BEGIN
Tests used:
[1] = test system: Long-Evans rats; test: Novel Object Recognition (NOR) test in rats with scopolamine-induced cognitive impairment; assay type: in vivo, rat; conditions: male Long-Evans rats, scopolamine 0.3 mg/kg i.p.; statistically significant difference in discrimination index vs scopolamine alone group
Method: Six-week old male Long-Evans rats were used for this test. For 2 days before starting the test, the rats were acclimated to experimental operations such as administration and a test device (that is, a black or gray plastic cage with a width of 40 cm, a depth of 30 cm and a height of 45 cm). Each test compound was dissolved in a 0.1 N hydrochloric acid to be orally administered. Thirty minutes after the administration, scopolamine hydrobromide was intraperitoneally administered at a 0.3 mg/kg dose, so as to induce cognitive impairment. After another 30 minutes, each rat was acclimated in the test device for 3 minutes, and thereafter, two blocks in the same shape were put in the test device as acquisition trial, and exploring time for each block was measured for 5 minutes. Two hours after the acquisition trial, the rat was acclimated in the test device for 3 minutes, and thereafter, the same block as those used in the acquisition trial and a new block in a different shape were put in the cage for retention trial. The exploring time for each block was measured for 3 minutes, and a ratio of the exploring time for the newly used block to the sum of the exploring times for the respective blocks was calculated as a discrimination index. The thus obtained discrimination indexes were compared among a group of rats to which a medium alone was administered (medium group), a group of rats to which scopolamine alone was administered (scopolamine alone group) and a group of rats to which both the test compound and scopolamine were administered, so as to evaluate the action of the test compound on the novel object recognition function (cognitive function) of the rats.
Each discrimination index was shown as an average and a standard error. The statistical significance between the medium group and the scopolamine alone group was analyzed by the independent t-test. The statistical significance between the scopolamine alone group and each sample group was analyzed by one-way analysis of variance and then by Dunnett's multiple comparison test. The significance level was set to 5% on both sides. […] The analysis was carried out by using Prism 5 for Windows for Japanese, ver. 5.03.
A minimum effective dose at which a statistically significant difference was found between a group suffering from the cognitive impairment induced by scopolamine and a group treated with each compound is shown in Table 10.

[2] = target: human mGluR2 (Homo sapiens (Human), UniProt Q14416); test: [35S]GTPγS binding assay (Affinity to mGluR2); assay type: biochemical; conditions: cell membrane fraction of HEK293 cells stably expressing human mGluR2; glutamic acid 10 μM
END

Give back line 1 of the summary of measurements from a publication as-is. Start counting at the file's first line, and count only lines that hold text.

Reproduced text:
Tests used: